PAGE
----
When you’re trading stocks, it’s important to have a basis on which to make your trading decisions. You might know a company inside out, and have a real feel for its prospects in the future, but that level of knowledge won’t tell you what the likely day-to-day, week-to-week price movement will be.
Stocks never move up or down in a straight line, and there is plenty of money to be made short term trends within a longer term trend. The secret to making money from actively trading a stock is spotting these price trends.
Fortunately there are many ways of selecting the stocks to trade, and then the prices at which to buy and sell shares. As an active trader, it’s likely you will rely heavily on technical analysis, looking at charts and price patterns to confirm the levels at which to trade in and out of a stock.
Within this area of technical analysis there are numerous indicators of price movement that traders look to, but one of the most popular is the MACD.
Like most other technical analysis methods, when you use the MACD (which stands for the Moving Average Convergence Divergence) you are examining historical price data and looking for patterns of trend that are repeated. First developed in the 1970’s, it wasn’t until the 1980’s that its use really took off.
And this popularity came about because of the addition of a histogram which makes it one of the most easily read visual indicators available in today’s market.
To be able to use the MACD, you firstly need to know what its three components are, and how they are combined to construct the MACD.
As the name suggests, the MACD uses moving averages as its basis of price analysis. These moving averages need to be exponential moving averages, which sounds a mouthful but are actually easy to calculate, though time consuming.
Using a set number of historical days’ price data, you would calculate each day’s moving average in relation to the number of days’ data up to that point and then plot the results on a graph.
If this sounds like too much hard work, or still a little complicated, there’s no need to worry: most trading systems will calculate the ema’s for you, and then create the graph and histogram from which you will note the changing price trend. You can also draw MACD graphs using websites such as Yahoo finance.
The first of these is the short time exponential moving average, known as the faster ema. The most common time period for this ema is 12 days.
The second component is the longer time exponential moving average: the slower ema. The most common time period for this line is 26 days.
The MACD line itself is drawn by calculating the difference between the faster and slower ema’s.
The final component is a shorter term ema of the difference between the faster and the slower ema’s. This is known as the signal, and is most commonly calculated on a nine day period.
Each of the lines on a MACD graph is drawn in different colors.
The MACD line is drawn in blue.
The signal line is drawn in red.
Finally, a histogram of the difference between the MACD and the signal is drawn in the form of a bar chart.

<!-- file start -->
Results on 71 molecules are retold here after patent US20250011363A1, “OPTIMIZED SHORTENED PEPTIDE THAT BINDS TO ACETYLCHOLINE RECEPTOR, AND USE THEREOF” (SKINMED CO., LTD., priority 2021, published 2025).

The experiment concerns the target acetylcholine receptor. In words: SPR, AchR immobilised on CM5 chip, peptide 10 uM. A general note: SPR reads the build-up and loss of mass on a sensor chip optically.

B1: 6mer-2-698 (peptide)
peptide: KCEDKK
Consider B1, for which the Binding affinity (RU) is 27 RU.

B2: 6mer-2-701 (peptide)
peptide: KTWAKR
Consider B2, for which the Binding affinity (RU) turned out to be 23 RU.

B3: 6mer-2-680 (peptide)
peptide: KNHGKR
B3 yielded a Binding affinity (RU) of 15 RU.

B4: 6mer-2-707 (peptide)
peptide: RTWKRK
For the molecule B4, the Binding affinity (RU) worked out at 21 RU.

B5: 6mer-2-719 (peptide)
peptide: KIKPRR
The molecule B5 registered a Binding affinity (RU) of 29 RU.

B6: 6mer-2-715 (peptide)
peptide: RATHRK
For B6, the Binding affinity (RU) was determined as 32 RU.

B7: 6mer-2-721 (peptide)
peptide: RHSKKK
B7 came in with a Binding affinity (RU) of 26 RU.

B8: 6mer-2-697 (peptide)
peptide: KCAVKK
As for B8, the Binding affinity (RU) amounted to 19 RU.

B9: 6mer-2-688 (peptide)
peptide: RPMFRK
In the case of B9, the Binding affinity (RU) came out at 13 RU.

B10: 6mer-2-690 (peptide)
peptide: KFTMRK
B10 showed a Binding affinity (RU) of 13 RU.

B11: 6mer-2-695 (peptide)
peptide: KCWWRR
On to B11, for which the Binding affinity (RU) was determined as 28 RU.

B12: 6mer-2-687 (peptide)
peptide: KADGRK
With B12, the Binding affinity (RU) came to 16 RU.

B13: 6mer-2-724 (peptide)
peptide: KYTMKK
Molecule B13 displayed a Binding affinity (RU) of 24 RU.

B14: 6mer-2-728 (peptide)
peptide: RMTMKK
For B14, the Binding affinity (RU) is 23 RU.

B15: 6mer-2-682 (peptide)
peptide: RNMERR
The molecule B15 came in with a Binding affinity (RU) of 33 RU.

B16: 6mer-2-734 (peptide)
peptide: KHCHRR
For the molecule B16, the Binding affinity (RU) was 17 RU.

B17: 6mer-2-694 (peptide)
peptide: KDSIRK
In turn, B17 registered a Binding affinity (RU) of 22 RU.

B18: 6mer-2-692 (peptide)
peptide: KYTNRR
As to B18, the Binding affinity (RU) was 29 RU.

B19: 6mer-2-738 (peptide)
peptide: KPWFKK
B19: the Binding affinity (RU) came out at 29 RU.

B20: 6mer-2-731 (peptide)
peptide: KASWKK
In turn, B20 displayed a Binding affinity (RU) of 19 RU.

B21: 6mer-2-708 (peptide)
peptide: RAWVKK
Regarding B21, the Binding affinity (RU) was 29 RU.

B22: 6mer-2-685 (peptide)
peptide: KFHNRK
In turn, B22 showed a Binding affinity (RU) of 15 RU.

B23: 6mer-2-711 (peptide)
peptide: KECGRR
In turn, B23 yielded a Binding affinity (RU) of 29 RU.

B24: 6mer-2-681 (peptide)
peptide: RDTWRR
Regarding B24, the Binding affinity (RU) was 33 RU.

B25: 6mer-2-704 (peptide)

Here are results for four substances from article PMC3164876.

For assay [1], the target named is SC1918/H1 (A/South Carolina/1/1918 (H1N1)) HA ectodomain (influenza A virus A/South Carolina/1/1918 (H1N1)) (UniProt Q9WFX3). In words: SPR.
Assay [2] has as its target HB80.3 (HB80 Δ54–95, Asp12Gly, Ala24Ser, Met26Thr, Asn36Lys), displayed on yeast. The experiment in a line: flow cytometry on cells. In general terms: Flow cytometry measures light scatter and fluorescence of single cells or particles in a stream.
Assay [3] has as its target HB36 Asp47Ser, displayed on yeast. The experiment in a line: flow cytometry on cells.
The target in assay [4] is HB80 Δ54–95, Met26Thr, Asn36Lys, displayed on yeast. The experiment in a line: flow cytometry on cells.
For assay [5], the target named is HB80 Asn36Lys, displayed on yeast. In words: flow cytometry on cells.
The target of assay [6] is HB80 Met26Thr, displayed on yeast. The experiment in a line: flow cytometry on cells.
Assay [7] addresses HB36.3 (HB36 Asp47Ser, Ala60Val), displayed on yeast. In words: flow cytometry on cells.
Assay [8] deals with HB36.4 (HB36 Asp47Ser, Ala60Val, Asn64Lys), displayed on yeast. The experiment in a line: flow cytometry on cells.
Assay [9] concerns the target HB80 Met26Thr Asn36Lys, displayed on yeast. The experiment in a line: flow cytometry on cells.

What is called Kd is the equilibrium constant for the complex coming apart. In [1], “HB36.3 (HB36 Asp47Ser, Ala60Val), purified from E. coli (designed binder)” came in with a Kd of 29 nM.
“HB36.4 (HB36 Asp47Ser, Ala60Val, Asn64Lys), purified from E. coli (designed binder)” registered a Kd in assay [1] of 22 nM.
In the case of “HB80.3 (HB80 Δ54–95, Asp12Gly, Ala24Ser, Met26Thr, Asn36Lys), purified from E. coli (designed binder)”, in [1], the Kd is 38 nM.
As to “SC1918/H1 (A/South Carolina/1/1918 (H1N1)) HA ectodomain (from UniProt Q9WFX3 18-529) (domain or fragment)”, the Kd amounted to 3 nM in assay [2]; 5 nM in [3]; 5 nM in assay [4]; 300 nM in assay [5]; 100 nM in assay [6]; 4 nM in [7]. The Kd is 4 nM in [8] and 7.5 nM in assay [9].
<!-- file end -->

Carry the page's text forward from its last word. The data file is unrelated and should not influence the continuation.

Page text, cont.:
When inputting your time periods to a charting tool to draw a MACD, you input them as (faster, slower, signal). In the example above, this would read as MACD (12, 26, 9).
Here’s an example of a MACD (12, 26, 9) graph:
Click the image if you would like to enlarge it.
Now all you need to know is how to interpret a MACD. Again, this is fairly easy, though as with anything worthwhile takes a little practice.
The ema’s of the share price show the changing price of an asset over time. The MACD line shows the trend of this price change. So by comparing the two, you can identify shifts in the changing trend, in strength as well as direction.
When the MACD (blue) crosses the signal (red), this is a signal that the trend of price direction is changing. If the MACD crosses up through the signal, then this is a bullish crossover and indicates a buying opportunity. On the other hand, if the MACD crosses down through the signal, then this is a bearish crossover and signals a selling opportunity.
At the point of crossover, the histogram will always have a value of 0. This histogram narrows toward a crossing point, and so is also a good identifier of the changing trend.
Another indicator of a changing trend on a MACD graph, though not as good as the bullish and bearish crossovers, is when the MACD line crosses zero. A move from the negative to the positive is bullish and vice versa.
The third main indicator shown on a MACD graph is the difference between the actual stock price and the MACD line (divergence). If the stock price hits a new low but the MACD line doesn’t, then the down trend may soon reverse. Again, the opposite is true: if the stock price hits a new high but the MACD line doesn’t, then an uptrend in price may soon reverse.
The final divergence indicator is the divergence between the stock price and the histogram. If the stock price hits a new high, but the histogram doesn’t, then this is a bearish indicator, and vice versa.
Use the MACD intelligently
All technical analysis tools have their limitations. If there was a stock price indicator that was infallible, then everyone would be using it and the market would become defunct. So a good trader, whilst using various technical indicators, will also be aware that, from time to time, they will be wrong. Just like medical tests, the MACD, and other indicators, can give false positives or false negatives.
So it’s important to become familiar with the MACD, and find how it best works for you. Many traders wait for a change of trend to be confirmed after two or three days before acting, and others look at increasing trading volumes or combine with other technical analysis to make trade decisions.
But one thing is for sure: when you are proficient with the MACD it will become part of your everyday routine, and help you make better trading choices.